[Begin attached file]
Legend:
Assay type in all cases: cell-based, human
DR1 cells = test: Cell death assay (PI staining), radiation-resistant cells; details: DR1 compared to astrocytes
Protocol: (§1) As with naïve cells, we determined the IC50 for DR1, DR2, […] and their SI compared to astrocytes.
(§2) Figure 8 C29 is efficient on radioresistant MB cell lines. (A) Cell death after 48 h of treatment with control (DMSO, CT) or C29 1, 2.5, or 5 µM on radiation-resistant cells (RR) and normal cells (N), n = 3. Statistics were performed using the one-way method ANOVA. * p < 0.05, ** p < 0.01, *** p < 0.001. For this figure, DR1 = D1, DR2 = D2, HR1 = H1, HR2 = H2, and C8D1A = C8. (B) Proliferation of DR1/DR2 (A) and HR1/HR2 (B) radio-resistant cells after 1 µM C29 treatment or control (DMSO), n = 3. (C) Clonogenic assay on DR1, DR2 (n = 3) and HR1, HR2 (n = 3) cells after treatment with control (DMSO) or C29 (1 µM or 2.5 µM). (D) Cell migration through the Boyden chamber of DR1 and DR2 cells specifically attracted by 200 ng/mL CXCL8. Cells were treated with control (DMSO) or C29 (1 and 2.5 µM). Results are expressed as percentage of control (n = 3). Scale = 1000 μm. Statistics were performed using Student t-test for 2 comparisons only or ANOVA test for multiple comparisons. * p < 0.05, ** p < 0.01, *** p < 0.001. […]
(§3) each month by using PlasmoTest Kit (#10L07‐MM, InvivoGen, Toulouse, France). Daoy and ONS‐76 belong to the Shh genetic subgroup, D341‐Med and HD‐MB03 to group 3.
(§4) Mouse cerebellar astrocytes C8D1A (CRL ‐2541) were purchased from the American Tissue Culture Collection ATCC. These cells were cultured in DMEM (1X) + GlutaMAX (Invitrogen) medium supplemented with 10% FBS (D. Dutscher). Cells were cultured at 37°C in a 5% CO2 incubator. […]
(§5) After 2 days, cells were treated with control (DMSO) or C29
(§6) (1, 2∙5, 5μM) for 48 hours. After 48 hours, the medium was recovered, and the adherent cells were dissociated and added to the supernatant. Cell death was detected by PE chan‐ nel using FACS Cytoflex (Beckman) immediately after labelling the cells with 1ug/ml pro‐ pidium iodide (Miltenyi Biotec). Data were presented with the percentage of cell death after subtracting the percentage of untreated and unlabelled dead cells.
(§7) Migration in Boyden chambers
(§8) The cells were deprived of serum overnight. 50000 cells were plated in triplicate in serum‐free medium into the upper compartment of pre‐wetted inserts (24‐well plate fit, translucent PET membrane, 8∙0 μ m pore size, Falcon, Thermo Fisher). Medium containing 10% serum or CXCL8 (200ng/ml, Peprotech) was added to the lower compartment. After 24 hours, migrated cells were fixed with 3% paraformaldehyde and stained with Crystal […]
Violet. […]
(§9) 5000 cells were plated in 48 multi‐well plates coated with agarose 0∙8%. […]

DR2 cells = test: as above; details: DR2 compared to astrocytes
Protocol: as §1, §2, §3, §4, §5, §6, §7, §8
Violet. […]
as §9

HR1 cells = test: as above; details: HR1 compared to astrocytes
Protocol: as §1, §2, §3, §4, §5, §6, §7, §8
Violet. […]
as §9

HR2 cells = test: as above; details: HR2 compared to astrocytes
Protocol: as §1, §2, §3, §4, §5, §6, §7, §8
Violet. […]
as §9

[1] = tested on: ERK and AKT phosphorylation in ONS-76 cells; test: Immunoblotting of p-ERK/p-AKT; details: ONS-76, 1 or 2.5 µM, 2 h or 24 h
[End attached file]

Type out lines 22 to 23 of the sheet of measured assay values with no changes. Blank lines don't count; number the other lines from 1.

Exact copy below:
HR2 cells = test: as above; details: HR2 compared to astrocytes
Protocol: as §1, §2, §3, §4, §5, §6, §7, §8